Four days into 2017, the employees of Medium came to work and were told that one-third of them, 50 people, were fired.
They were shocked. Their adored boss, billionaire CEO Ev Williams, best known as the co-founder of Twitter, seemed to care so deeply for each of them.
But he publicly told the world about the layoff in a blog post, even before all the people who lost their jobs were informed, a former employee tells Business Insider.
Some of them found out they had lost their job through industry buzz, one person told us.
“It comes down to how dysfunctional the place was,” one former employee told Business Insider, who says that before being let go, Medium was a “dream job.”
Medium is a blogging and publishing site that gained instant fame when it was launched in 2012 because of its well-known founder. He said its mission was to fix what he viewed as the broken world of journalism and create a new model. But this massive change of business plans — the company’s second — burnt some people so badly that industry insiders have growing doubts about William’s business judgment and are starting to accuse the company of being his “vanity” project.
In his post announcing the layoffs, Williams explained that the business model Medium had been pursuing, advertising, was evil and to blame for “misinformation” (aka fake news) and so Medium would no longer be selling ads, no longer be helping the publishers it hosted on its site with ad revenue and would therefore no longer need the people it had hired to work in those areas.
He was in search of a new business model instead.
Just like the lack of communication with employees, some advertisers weren’t told in advance about the change of plans, either, and were upset.
I did not think he would just pull the plug on publishing and start f—ing people.
And the move downright infuriated some of Medium’s publishers who were not warned in advance and had bet their livelihoods on Medium and the business model that Williams was ditching. This model involved Medium cutting them a check every month, a guaranteed minimum payment, as well as helping them sell ads. That was over.
These people were now on their own to move to a new publishing platform, if they so chose. For publications not backed by venture investments or rich owners that could afford to lose revenue, this meant a bleak future.
“I like Ev. He’s persnickety,” one publisher told us. “His ideas are interesting and he does surprise me with his thinking. He likes people who make things, including writers. I did not think he would just pull the plug on publishing and start f—ing people. But instead he’s like, ‘Your contract is up in a while, and good luck. And I’m going to fire a bunch of people.'”
Business Insider interviewed six people for this report from all aspects Medium’s business including former employees and customers. We sent Medium an exhaustive list of the information in this story. The company declined comment, did not respond to our repeated follow-up emails and declined to make Williams available for an interview. The people we talked to told us:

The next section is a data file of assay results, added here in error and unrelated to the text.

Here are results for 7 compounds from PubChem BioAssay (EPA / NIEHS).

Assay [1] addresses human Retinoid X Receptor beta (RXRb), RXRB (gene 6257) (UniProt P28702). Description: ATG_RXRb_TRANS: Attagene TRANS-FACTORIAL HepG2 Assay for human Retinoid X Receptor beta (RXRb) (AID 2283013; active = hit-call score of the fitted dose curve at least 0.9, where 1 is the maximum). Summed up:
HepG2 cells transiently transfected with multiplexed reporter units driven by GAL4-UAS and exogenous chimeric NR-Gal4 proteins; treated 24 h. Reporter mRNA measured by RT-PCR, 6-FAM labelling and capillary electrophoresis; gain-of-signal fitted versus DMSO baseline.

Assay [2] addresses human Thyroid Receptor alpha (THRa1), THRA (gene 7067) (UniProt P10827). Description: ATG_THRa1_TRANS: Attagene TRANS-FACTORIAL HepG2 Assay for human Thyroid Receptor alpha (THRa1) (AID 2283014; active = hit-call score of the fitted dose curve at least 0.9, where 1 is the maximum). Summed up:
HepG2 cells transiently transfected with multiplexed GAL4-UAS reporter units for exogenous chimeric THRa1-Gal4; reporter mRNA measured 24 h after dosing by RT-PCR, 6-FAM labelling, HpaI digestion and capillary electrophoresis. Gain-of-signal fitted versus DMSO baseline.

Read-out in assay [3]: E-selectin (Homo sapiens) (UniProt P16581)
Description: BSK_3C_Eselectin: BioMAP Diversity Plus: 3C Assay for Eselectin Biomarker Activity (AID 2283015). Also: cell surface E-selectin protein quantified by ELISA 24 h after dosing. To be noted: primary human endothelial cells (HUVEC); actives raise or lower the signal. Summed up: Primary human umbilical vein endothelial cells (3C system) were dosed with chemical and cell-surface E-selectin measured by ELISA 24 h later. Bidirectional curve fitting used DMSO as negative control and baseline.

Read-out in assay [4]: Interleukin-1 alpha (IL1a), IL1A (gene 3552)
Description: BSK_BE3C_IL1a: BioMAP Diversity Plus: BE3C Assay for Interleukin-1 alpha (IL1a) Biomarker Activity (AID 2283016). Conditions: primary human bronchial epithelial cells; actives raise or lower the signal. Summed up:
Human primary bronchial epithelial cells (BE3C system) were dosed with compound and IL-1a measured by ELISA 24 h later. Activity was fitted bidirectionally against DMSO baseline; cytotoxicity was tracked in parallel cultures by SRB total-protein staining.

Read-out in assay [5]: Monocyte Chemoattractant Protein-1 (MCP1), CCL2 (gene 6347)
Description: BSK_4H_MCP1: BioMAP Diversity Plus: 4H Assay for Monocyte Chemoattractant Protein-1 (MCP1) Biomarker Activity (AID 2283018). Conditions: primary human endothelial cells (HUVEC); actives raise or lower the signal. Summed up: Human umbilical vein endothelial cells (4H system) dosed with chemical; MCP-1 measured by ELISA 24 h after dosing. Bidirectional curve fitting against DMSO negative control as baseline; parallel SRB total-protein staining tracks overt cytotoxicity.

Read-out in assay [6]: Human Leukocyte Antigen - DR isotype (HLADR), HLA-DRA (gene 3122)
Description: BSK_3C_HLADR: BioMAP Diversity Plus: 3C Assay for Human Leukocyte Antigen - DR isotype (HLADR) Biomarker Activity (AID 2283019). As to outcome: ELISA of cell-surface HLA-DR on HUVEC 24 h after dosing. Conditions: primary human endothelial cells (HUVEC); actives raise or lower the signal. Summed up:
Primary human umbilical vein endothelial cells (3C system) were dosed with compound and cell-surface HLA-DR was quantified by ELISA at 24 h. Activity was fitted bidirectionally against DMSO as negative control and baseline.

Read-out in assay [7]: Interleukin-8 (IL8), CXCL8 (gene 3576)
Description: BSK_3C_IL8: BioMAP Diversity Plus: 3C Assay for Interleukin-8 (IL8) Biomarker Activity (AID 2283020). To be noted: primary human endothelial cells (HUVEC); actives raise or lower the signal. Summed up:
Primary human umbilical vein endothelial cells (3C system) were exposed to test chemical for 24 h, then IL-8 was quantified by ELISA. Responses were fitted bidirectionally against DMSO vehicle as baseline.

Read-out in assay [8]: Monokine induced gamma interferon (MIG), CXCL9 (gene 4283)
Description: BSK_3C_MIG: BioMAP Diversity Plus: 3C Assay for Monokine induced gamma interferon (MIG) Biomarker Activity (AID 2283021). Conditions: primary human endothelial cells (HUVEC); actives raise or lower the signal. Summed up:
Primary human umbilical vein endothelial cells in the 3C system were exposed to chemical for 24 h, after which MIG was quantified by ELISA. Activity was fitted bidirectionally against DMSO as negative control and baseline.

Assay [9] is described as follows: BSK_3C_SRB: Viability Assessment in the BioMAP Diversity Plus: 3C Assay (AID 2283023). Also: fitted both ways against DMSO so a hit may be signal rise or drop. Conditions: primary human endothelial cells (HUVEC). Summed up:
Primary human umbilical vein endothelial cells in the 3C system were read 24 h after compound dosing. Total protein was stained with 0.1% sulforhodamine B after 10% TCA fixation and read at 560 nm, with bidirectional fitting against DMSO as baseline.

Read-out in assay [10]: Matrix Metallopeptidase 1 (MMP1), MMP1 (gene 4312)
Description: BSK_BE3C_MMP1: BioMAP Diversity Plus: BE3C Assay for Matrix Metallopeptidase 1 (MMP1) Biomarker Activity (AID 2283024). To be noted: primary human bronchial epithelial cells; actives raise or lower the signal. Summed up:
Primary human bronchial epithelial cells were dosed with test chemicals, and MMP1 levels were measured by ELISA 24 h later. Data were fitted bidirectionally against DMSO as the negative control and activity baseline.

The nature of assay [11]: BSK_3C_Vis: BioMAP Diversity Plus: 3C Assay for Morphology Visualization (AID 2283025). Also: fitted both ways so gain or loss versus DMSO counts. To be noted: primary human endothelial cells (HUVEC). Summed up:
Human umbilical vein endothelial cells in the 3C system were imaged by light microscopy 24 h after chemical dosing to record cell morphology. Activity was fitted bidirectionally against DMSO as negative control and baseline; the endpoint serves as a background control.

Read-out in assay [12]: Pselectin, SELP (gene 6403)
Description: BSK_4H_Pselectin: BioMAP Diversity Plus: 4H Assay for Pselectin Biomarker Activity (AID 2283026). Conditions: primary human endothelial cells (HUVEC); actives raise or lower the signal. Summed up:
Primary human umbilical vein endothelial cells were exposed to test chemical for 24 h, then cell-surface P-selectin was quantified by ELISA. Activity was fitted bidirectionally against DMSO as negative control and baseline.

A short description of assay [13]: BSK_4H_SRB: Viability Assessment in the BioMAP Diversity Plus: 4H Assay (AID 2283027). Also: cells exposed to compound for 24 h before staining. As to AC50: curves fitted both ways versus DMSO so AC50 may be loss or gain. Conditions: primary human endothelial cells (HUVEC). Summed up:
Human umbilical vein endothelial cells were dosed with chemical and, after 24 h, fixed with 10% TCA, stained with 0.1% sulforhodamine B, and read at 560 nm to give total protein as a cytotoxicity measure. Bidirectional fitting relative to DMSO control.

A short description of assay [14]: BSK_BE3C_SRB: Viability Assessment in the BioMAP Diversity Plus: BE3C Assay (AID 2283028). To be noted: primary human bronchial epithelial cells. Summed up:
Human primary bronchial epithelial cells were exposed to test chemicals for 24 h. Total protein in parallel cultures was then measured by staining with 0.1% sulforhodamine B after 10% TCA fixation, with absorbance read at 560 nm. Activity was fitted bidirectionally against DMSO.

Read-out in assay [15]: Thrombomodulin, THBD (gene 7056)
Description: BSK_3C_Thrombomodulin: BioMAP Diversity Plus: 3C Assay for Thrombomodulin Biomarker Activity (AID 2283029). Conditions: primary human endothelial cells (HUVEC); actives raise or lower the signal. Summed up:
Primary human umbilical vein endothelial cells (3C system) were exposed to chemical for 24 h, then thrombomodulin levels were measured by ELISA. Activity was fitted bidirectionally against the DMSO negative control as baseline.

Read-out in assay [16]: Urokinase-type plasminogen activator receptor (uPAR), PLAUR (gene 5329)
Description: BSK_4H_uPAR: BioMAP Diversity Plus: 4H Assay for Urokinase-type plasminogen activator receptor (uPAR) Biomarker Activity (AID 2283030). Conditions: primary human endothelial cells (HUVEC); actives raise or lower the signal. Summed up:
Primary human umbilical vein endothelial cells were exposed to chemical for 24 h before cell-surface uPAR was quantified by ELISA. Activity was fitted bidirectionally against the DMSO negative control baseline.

- The culture at Medium is wonderfully warm-and-fuzzy but also sluggish, with terrible communication.
- Williams is charismatic, imaginative and brilliant in some ways, particularly around products, but also impetuous and clueless in others.
- No one is declaring Medium dead, but people in the Valley are calling it a”sh-tshow” and a “vanity startup,” a favourite label for a disorganized startup run by a rich and famous founder.
Medium launched in 2012 as a way for anyone to publish medium-length articles on the internet. Williams has been at this mission for decades. Before cofounding Twitter, he created a site called Blogger back in 1999. Although Blogger struggled financially after the Internet bubble burst, it was groundbreaking for its day and Williams sold it to Google in 2003 for an undisclosed amount (some say AUD$26 million).
With Medium, Williams was on a mission to clean up the mess that blogging had become, the misinformation and drivel it attracted. He hoped to cure professional journalism of these ills, too.
“The state of tech blogs is atrocious. It’s utter crap,” he told Bloomberg’s Brad Stone in 2013. “They create a culture that is superficial and fetishizing and rewarding the wrong things and reinforcing values that are self-destructive and unsustainable.” And he said he was “pessimistic about the state of media, and that’s why I want to work on this problem.”
His idea back then was an algorithm that recommended high-quality stories not based on clicks, but on how much time people spent reading them. He didn’t know in 2013 how Medium would make money, as is common for early-stage startups, but he knew even back then he didn’t want it to be advertising, which he viewed as one of the root causes of the mess.
Big vision, small promises
Still, after experimenting with business models, in April Medium launched an ad sales beta program to sell limited types of ads such as where one advertiser would sponsor a series of articles (i.e. Marriott sponsoring a series of travel articles).
The startup had also been wooing publishers to move to Medium, join the program and help grow Medium’s overall readership.
At an Ad Age conference in April, Williams said, “The entire point of this phase of Medium is to pay publishers. That’s what we see as our job.”
More than two dozen publishers bought into the pitch and moved to Medium including Bill Simmons’ The Ringer, Arianna Huffington’s Thrive Global, ThinkProgress, Amy Poehler’s Smart Girls, and The Awl Network.
“To be fair, they didn’t really make promises. They framed it as an experiment,” one publisher said. “We were like, ‘This is a gamble and a weird lackey situation. It might go badly, we know that going in, and that’s fine.’ The one thing we feared was that it would go so badly [it might] take our business down with it.”
“But we went with them because they insisted: We are building a business, we do want to work with independent journalism and we have enough time and runway to do it,” this person said.